Isn't the SHSAT a test that measures a mix of innate ability and effort expended learning (both in general, and prepping for the SHSAT)?

That's not what the study is assessing.

Rather, it's looking at individuals with all-but-identical scores on the admissions exam, but on either side of the admissions line, one of whom attended a specialised high school, and one of whom did not. The difference in scores is well within the measurement error of the exam itself.

(Caveat: If I'm remembering the study correctly.)

That is: even if test prep is a factor in score, the scores considered were not differentiated, and those meeting or failing the cut-off could have equivalent access to test prep. I don't know whether or not such prep was specifically considered, and would have to track down the study to confirm or deny.

> But the stat doesn't prove causality at all

Does it prove that there is no causality?

Correct. A lack of basic literacy by third grade is an indicator something else is wrong. Children will typically just learn to read with enough exposure to language by this age. Often this either indicates that a child has a learning disability or basic needs at home are not being met.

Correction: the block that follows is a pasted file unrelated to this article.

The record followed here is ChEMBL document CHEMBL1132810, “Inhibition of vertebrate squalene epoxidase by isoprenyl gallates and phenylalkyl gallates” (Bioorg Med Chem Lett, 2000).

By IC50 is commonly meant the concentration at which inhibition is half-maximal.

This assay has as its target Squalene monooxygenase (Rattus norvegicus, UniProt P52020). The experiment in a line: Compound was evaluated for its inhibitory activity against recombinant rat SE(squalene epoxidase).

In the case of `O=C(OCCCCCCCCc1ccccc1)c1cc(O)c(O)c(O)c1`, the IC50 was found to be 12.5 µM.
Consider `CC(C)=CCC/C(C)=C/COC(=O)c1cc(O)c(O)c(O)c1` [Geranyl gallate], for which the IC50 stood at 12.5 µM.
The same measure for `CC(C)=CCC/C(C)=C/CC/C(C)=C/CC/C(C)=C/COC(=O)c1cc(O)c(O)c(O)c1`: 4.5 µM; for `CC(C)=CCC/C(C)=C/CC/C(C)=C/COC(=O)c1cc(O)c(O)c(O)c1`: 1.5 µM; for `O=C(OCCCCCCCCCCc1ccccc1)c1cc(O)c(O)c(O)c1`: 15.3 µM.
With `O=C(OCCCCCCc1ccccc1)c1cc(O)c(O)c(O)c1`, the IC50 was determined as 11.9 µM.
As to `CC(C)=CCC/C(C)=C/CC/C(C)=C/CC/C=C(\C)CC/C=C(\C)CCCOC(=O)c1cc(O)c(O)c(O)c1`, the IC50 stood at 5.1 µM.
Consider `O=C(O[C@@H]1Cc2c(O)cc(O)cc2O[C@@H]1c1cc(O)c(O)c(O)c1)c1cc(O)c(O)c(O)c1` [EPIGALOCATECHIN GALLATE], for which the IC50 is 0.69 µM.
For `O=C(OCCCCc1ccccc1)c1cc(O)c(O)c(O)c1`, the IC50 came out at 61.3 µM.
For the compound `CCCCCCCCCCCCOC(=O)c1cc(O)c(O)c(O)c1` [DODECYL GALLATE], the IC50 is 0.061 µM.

You can pour all the money you want into literacy, and that is fine and a good thing, but it does not address the needs of a child who is not progressing because no one talks to them at home or there are other basic needs not being met.

It could also be a disability that is not yet diagnosed or is otherwise untreatable by our current level of medical technology.
As a child who self-taught himself to read for the most part, I doubt this. I had to sit through many "see spot run" style lessons in kindergarten, 1st, and 2nd grade, while being perplexed with how many of my classmates struggled. And even my "self-taught" reading involved a fair bit of coaching from my parents. I remember alphabet, sound combination and grammar exercises around 4 years old before it clicked.